In "Mending Wall," the narrator points out that annually, he and his neighbor rebuild a wall between them that doesn't need to be there. Neither of them keeps animals that might break through; he has apple orchards and his neighbor keeps pine trees, and there's no chance that there will be trouble between them if the wall isn't kept up. Besides, it's a hindrance to the hunters who keep knocking it down (which makes them rebuild it each year). It seems to the narrator that the exercise is pointless.
When his neighbor says, "Good fences make good neighbors," the narrator asks, "But why do they make good neighbors." He makes his case about how the wall does nothing of value, and adds, "Something there is that doesn't love a wall / That wants it down," meaning that they are fighting the forces of nature, essentially--not just the hunters, but gravity and age and erosion.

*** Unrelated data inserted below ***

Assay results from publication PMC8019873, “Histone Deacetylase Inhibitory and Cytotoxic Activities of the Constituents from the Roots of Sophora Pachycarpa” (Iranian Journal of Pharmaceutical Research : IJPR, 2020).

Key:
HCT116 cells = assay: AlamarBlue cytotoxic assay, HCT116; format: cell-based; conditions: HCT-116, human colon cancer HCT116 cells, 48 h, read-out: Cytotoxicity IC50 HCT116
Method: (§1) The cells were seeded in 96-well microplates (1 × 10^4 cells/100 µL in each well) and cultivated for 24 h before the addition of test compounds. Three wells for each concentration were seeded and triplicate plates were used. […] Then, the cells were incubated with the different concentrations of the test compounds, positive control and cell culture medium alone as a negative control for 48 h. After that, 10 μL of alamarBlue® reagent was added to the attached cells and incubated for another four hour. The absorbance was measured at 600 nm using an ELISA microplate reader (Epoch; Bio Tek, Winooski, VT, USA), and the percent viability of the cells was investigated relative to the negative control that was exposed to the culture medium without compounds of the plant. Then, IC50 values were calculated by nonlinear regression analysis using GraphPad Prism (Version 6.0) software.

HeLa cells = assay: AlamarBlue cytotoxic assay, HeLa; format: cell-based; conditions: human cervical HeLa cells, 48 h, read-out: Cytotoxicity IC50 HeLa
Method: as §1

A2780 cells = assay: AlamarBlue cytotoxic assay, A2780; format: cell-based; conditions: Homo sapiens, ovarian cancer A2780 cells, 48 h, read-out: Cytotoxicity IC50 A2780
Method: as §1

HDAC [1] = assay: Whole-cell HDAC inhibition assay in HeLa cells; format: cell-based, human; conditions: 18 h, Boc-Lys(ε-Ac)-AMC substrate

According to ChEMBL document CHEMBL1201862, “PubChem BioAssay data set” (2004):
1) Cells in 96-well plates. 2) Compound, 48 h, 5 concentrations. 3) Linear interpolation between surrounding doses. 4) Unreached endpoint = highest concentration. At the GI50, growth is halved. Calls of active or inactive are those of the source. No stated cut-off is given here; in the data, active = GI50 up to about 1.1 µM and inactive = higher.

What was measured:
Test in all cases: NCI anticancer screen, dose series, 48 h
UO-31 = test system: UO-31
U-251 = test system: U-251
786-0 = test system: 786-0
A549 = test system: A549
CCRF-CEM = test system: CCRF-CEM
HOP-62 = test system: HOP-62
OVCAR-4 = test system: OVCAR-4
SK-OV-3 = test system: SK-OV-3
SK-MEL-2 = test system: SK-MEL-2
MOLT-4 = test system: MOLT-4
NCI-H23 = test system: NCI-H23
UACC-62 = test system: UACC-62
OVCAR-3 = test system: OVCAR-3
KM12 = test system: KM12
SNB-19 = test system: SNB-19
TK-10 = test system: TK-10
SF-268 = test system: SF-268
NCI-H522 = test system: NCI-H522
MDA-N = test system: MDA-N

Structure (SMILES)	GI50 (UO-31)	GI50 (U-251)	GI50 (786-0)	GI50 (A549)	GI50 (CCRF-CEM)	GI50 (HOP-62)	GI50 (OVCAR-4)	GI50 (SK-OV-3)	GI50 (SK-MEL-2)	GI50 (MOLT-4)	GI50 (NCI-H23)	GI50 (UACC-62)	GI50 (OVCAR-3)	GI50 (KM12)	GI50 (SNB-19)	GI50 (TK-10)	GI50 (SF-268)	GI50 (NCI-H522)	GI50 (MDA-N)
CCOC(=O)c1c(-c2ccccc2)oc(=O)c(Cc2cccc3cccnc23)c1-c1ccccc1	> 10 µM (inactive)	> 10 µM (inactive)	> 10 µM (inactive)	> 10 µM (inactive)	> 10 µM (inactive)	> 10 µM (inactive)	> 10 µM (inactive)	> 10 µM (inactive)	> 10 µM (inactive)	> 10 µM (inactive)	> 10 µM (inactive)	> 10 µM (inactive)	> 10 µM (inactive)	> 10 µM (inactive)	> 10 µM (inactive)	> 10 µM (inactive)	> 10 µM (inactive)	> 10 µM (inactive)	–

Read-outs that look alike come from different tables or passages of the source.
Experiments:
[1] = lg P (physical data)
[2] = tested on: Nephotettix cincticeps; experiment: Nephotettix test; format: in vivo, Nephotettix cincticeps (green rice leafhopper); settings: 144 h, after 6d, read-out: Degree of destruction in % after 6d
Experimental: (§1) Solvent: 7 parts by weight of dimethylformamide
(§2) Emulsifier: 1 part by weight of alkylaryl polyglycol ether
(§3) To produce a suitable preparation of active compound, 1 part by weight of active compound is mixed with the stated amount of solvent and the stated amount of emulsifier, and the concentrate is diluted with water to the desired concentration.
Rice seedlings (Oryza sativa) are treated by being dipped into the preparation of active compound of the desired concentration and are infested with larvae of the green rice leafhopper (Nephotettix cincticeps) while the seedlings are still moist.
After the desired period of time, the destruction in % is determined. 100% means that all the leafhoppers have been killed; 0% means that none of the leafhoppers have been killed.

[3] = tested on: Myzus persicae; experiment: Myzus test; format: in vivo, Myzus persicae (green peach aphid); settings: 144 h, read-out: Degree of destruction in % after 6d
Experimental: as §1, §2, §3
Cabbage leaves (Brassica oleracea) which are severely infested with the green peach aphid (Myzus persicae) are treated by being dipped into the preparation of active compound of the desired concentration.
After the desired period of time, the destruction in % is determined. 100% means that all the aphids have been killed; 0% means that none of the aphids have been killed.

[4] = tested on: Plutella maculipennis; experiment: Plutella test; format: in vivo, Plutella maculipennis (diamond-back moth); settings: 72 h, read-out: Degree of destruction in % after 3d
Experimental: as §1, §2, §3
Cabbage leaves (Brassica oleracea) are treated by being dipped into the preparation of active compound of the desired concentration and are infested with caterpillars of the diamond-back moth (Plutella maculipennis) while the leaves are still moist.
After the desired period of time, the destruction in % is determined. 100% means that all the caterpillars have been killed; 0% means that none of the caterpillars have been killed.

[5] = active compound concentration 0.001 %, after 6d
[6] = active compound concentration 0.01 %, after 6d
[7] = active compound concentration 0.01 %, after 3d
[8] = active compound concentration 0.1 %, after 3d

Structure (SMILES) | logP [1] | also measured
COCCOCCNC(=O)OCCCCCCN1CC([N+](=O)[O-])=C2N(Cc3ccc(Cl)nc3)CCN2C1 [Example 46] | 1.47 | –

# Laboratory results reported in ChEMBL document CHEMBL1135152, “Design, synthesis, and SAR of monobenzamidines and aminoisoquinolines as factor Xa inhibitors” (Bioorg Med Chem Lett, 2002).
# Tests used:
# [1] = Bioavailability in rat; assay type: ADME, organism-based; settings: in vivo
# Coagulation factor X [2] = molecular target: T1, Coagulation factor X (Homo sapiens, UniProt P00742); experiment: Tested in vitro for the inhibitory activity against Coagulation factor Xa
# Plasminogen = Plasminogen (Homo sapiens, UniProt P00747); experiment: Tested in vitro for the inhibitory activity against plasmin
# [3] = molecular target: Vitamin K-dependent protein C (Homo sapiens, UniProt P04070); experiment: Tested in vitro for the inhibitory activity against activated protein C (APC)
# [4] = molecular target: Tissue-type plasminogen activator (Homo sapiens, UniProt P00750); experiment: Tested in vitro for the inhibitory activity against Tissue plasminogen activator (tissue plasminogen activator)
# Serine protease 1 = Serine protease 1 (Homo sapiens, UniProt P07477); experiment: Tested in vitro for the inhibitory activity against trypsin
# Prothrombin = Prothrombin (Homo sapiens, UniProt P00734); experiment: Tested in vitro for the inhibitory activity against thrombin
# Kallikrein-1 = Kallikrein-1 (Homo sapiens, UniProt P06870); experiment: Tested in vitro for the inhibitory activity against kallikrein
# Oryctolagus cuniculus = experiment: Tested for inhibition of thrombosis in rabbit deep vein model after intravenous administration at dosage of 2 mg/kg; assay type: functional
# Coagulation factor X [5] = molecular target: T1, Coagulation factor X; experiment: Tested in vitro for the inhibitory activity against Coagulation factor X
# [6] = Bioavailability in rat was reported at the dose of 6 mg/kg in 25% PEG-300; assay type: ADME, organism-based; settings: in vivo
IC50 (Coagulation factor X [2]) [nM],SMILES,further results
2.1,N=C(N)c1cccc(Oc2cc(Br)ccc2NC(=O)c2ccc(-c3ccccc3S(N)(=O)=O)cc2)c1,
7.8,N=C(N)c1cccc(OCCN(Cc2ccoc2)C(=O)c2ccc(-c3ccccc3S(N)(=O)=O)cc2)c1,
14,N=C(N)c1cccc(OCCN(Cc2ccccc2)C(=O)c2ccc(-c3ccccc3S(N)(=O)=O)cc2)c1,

Toward the end of the poem, he watches his neighbor swinging a stone back to the fence, "like a stone-age savage armed," suggesting that the neighbor is, in some way, like a savage, unintelligent, unlettered, living in the simplicity of life as it comes to him, without questions.
This is when he says, "He moves in darkness as it seems to me, / Not of woods only and the shade of trees. / He will not go behind his father's saying...." This emphasizes the man's simple nature. He lives in the darkness of the trees, certainly, but his darkness resists questions, thought, or change. His darkness is mental--not evil, but unenlightened, simple.